I thank the Senator for raising this important matter. The name by which people know their own locality or by which others recognise it is pretty fundamental. As well as being a beautiful place, Enniscrone is a popular destination. It has been for years but, as the Senator pointed out, it has benefited in recent years from the Wild Atlantic Way and golf tourism in particular.
The changing of placenames should be possible at local level through a democratic process. I fundamentally believe in the right of the residents of any area to be involved in resolving issues such as this. This is also consistent with the spirit of a associated placename provisions in enactments given effect over the years by the Houses of the Oireachtas. Placenames are a core part of people's identity and people hold strong views concerning the proper representation of a local placename. A placename may also be a means by which, as the Senator pointed out, a town, village, or area is more widely recognised and markets itself to visitors. It is, therefore, appropriate that there should be a mechanism or process that allows local people to express their views on such a matter.
Sligo County Council has contacted officials in the Department and expressed an interest in holding a plebiscite to determine the official placename that should be assigned to the town of Enniscrone. As the Senator will be aware, I met a delegation of concerned residents from the area a few months ago. Following the enactment of the Local Government Act 2019, provisions under Part 18 of the amended Local Government Act 2001 relating to the change of names of areas were finally commenced. The commencement of these provisions allows for new regulations to be given effect for the holding of local plebiscites for the purpose of changing placenames. My Department has prepared draft regulations for this purpose. However, during the drafting process, a further complication and legal concern was identified regarding the interaction of this Part and provisions relating to placenames under Part 5 of the Official Languages Act 2003, which is under the aegis of my colleague, the Minister for Culture, Heritage and the Gaeltacht, Deputy Madigan.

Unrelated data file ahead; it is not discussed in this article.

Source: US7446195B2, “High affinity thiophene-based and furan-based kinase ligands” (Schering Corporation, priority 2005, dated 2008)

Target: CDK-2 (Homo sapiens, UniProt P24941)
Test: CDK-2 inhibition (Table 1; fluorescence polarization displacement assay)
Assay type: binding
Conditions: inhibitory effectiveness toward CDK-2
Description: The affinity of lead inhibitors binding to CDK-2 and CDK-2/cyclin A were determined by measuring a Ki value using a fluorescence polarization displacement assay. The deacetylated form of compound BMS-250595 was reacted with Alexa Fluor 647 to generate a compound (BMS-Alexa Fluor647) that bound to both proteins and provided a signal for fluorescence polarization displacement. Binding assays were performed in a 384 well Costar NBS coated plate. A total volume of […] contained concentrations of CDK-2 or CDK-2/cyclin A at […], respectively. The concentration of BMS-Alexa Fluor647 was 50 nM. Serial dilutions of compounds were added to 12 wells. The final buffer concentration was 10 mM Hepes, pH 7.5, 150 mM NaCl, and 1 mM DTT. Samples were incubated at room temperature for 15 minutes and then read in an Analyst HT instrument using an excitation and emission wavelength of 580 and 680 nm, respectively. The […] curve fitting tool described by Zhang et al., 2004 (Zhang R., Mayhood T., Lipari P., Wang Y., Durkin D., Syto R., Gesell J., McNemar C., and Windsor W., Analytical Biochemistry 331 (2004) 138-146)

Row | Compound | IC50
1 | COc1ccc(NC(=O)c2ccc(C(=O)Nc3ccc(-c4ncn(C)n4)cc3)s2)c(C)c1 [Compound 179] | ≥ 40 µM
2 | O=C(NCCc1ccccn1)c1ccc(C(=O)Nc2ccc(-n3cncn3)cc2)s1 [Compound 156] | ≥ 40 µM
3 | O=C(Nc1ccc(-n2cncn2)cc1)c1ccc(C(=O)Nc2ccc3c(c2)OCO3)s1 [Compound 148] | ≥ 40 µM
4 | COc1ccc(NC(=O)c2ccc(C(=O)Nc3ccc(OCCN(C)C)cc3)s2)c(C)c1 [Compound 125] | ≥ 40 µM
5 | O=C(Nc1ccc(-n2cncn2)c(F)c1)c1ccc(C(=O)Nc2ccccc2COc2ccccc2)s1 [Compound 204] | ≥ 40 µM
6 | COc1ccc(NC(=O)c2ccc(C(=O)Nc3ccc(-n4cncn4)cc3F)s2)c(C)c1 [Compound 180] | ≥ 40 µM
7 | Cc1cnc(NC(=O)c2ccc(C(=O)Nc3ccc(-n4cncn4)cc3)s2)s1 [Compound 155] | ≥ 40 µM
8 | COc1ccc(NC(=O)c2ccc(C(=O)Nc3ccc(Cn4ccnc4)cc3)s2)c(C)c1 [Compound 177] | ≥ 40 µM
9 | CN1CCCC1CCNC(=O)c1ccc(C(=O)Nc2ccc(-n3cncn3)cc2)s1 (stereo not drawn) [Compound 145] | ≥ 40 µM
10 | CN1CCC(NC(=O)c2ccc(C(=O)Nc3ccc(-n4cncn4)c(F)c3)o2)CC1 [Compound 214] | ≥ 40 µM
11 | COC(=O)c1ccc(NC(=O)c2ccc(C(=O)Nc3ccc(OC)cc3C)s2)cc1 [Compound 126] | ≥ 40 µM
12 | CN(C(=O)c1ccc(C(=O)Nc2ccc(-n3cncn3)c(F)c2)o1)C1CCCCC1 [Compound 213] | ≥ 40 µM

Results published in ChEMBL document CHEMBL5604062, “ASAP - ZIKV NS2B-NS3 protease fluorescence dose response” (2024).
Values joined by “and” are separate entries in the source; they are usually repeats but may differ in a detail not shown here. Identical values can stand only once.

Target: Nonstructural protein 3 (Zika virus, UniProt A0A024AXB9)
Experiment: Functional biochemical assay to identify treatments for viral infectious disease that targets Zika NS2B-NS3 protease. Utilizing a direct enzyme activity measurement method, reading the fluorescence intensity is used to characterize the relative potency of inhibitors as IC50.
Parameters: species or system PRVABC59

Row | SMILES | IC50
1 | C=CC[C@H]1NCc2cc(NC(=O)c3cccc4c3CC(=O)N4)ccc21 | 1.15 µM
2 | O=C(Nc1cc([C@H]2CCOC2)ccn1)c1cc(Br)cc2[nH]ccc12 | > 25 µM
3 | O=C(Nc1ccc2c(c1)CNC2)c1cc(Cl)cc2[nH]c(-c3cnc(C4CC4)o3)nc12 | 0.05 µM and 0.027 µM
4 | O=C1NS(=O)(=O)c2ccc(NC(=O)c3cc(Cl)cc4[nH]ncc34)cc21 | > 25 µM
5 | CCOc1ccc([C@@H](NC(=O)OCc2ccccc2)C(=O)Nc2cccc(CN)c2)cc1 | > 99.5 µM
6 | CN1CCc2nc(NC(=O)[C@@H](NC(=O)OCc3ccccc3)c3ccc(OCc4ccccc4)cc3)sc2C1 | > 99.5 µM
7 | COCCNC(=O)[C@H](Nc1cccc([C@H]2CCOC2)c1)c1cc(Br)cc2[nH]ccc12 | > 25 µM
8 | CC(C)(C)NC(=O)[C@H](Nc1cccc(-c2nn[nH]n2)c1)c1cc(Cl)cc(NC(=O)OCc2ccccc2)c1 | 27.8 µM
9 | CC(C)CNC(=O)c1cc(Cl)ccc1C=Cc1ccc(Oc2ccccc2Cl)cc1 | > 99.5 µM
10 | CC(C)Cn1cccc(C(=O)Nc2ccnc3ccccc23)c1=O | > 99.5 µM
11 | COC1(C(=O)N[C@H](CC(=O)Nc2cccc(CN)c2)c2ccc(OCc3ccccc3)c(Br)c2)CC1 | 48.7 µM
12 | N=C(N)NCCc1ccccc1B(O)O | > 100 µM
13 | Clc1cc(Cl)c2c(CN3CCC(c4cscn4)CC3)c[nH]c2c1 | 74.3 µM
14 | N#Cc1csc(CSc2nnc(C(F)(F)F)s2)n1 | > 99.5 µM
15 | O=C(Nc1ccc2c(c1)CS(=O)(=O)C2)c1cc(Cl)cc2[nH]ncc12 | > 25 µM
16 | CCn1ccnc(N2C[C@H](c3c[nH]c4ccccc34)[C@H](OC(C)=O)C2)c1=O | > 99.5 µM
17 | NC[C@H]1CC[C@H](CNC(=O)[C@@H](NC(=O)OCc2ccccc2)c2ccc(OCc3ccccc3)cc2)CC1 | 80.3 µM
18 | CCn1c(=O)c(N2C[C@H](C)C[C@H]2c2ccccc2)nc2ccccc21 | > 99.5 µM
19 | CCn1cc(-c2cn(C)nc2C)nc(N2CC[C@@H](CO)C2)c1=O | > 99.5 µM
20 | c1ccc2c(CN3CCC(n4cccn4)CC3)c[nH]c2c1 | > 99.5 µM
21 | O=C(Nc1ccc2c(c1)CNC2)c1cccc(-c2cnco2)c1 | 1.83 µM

I have now received legal advice on the matter that it would not be possible under Part 18 of the Local Government Act 2001 to change a placename in a non-Gaeltacht area that is the subject of a placenames order under Part 5 of the Official Languages Act 2003. The Department's legal unit has contacted its counterpart in the Department of Culture, Heritage and the Gaeltacht to invite its observations on the matter. I have also spoken to the Minister, Deputy Madigan, and the Minister of State, Deputy Kyne, about it. It is intended that both Departments jointly will seek the further advice of the Office of the Attorney General. If there is an unintended conflict between the two separate statutory frameworks, it may be necessary to resolve the matter by additional amendments to the relevant provisions before giving effect to the regulations for the holding of local plebiscites. I know this is a further complication and delay but it is better to ensure that the process we undertake in the form of a plebiscite would be legally supported. Now that there is some further clarity on the complex legal issues involved, contact has been made between in the Department of Housing, Planning and Local Government and those in the Department of Culture, Heritage and the Gaeltacht, as I have said. The aim is to try to seek agreement in principle as to how to proceed so that the matter can be resolved. In this regard, I understand that a potential piece of legislation is on the schedule and that there is an Official Languages (Amendment) Act that on the parliamentary schedule. The Department's policy objective is that it should be possible for a plebiscite to be held in any area to change a placename. The same mechanism for doing so should apply everywhere in Gaeltacht and non-Gaeltacht areas. Resolving this matter will allow the Department to make necessary regulations to allow the people of Enniscrone to have a say in the naming of their locality.
Senator Feighan is right to point out that there are other examples around the country where the provision of new signposting maybe 20 years ago resulted in names being used that were not the names that people locally recognised or at least not spelled in the manner the people locally would recognise.
I will conclude by welcoming the Senator's long-standing interest in the matter. I will certainly keep him informed and updated with regard to any changes that may need to be made in the law by means of the amending legislation coming before the Oireachtas soon.